Barbara Zeluck, 1923-2010

OUR COMRADE BARBARA Zeluck died at her home June 5 in New York City. A memorial event is being planned for Saturday afternoon, September 18 and a fuller tribute will appear in our next issue.

Born in 1923 into a coal mine-owning family in Birmingham, Alabama, Barbara traveled far — socially, politically, and geographically — in her life. She joined the Communist Party while a student at Vassar in the early 1940s. Like many others, she left the CP following the suppression of the 1956 Hungarian revolution and the revelation of Nikita Khrushchev’s “secret speech” outlining Stalin’s crimes. She was subsequently a member of the Socialist Workers Party, the International Socialists, Workers Power and from 1986 until her death a founding member of Solidarity.

Her journey through the U.S. left was always grounded in her commitment to a vision of socialism achieved through the action of a self-organized working class. Likewise, her belief in radical democracy and her anti-capitalist politics guided her work in the women’s movement in the 1970s and 1980s when she was deeply involved, through the Coalition for Abortion Rights and Against Sterilization Abuse (CARASA), in efforts to build a movement for reproductive rights led by working-class women of color.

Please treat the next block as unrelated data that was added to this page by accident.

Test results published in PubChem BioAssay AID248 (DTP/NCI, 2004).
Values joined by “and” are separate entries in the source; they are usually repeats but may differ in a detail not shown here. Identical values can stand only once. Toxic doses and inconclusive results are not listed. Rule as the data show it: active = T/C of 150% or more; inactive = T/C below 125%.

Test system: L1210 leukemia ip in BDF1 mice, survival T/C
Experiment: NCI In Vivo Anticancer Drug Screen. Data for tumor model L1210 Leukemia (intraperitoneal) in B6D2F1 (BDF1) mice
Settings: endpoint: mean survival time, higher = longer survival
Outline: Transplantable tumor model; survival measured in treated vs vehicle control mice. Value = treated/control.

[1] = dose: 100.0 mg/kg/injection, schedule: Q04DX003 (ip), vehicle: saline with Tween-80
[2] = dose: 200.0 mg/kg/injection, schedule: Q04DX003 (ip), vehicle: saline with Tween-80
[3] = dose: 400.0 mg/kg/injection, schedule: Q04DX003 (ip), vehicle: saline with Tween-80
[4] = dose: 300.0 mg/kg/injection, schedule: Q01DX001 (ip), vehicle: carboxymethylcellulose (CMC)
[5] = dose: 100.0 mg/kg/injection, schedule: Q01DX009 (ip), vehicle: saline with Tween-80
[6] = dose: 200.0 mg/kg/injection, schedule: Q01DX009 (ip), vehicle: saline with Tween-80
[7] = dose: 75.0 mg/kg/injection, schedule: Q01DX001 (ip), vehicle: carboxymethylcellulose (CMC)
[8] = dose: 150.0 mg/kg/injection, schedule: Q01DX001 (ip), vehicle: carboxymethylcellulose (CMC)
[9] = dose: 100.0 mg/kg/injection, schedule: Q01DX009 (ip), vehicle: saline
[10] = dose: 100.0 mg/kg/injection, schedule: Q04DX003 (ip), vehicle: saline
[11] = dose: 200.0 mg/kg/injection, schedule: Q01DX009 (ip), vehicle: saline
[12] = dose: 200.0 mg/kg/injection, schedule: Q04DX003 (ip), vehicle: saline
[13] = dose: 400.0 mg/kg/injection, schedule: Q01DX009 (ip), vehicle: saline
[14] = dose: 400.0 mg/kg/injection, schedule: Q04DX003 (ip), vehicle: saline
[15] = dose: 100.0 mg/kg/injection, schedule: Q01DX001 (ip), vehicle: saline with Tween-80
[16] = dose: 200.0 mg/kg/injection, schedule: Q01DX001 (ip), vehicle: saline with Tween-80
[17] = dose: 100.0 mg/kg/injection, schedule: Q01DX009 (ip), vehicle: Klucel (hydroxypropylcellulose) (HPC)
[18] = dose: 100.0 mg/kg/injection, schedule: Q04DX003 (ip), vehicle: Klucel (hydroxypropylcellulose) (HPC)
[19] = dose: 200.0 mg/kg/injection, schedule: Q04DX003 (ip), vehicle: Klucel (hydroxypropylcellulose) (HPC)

The political causes Barbara was involved in ranged from opposition to the Vietnam War to support for self-determination for Palestine to support for a single-payer health care plan. She helped build the White Lung Association to fight the outrages of corporations who visited the white deaths of mesothelioma and asbestosis on hundreds of thousands of workers and workers’ families. This passion was inspired by the death of Barbara’s husband Steve Zeluck, a veteran teacher unionist and longtime socialist militant, who contracted mesothelioma from exposure to asbestos decades earlier as a shipyard worker.

Barbara’s wide-ranging interests also included, for many years, circulating her own expert translations of articles from the French revolutionary socialist press — alas, before the age of the internet that would have vastly expanded her audience for these documents.

Beyond her political life, comrades and friends knew Barbara through her vast knowledge and love of opera (she shared tickets for terrific seats at the Met with many over the years) and her work around occupational health and safety. Barbara had a long and active life, unwavering in her support for radical social change and movements that she felt were dedicated to mobilizing the working class and raising class consciousness.

[This brief tribute is excerpted from an appreciation of Barbara Zeluck by several Solidarity members in New York City. For updated plans on the memorial, contact marshapn@gmail.com.]

ATC 147, July-August 2010

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